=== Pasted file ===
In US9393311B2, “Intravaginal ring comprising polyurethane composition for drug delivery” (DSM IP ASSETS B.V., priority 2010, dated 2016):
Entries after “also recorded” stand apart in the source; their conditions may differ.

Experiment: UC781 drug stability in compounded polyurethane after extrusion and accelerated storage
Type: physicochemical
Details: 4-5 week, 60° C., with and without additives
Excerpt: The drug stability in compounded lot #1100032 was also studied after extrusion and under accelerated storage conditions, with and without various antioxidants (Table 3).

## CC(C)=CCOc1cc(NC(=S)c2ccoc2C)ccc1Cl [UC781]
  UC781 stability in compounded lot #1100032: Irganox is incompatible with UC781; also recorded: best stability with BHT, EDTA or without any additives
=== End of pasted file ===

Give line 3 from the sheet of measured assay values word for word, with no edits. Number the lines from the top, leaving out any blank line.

Experiment: UC781 drug stability in compounded polyurethane after extrusion and accelerated storage